There is an increased prevalence of psychopathology in people with LD, as high as 30%-50%. After leaving school, children with LD have trouble making transition from school to college or finding suitable employment. Lack of information about various options after school may lead to unemployment, poverty and poor housing. This places them under enormous stress and increases risk of mental disorders development (Raghupatel & Pradip, 2008).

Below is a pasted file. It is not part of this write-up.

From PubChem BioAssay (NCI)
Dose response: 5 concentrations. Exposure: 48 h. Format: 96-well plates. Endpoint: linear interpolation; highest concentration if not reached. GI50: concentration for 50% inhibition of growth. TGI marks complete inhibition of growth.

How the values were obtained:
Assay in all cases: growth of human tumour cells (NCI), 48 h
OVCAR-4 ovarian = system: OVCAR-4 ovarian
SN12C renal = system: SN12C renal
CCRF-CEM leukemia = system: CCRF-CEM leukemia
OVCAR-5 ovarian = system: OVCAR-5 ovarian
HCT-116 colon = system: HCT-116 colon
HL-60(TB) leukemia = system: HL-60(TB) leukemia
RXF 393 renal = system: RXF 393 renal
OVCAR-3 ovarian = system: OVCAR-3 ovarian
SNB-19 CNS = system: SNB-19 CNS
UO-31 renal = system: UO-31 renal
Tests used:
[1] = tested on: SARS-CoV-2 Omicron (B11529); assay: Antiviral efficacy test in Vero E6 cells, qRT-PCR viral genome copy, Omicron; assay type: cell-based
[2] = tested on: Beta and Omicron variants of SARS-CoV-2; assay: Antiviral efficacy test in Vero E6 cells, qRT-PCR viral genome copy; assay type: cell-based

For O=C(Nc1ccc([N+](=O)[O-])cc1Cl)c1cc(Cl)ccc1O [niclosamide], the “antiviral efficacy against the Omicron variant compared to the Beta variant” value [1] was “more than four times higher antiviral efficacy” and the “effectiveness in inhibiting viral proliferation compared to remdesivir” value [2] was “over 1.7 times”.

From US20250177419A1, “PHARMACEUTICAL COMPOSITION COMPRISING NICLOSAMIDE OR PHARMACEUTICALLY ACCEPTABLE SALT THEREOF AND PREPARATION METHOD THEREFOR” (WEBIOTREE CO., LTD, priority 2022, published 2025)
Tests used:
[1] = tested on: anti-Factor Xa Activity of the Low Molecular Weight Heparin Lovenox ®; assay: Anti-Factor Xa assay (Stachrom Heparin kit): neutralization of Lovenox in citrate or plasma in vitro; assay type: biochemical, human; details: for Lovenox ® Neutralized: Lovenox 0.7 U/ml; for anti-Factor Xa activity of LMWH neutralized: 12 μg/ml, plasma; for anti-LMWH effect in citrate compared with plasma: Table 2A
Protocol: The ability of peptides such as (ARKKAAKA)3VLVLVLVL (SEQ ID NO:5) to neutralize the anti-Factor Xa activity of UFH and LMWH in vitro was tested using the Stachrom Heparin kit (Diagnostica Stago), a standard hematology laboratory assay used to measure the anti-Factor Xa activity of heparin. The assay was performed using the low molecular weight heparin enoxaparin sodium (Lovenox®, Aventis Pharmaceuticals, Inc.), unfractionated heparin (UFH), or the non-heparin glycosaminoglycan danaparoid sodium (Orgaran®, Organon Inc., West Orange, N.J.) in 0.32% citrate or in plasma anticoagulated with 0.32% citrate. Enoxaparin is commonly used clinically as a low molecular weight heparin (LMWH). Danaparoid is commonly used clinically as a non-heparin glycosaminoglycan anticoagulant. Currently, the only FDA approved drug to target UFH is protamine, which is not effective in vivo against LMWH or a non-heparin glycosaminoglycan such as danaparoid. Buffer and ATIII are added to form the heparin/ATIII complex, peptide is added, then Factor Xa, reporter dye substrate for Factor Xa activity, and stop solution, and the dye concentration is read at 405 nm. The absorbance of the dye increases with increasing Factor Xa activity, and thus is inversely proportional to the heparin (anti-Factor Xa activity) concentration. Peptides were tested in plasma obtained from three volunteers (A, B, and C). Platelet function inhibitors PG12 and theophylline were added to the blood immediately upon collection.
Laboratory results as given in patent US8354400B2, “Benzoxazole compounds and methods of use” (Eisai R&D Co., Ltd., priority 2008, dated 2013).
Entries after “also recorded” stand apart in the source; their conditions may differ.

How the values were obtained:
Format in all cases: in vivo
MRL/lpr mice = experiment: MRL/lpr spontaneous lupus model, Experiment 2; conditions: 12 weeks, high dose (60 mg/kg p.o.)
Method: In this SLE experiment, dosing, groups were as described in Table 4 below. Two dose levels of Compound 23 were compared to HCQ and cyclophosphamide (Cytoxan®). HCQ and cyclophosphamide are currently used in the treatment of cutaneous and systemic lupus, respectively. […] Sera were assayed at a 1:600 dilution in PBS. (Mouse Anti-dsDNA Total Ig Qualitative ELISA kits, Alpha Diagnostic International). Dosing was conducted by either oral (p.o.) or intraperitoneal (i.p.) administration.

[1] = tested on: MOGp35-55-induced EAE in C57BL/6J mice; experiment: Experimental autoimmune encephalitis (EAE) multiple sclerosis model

Learning disorder is a complex problem with no clear diagnostic tests, genetic markers or biological indicators. The physician has to rely on observation of a consistent, specific pattern of behavior in a child’s daily life. More research is being done to unveil the mysteries behind the cause of LDs and in the future, we can expect to have a clearer understanding of its etiology. Thus, taking adequate measures will presumably help in prevention of risk factors in the pre-natal and post- natal stages. Even though there are many competent therapists to manage the condition, a lot of children and adolescents with LD go undiagnosed and untreated. To prevent this, primary school teachers need to be adequately prepared to identify and address differences in academic skills. Due to the new scientific findings coming to light, public awareness about the disorder and its management has increased. The awareness of parents and teachers leads to early identification and diagnosis of the condition. The earlier the disorder is diagnosed, the sooner the treatment can be initiated, which leads to a better prognosis.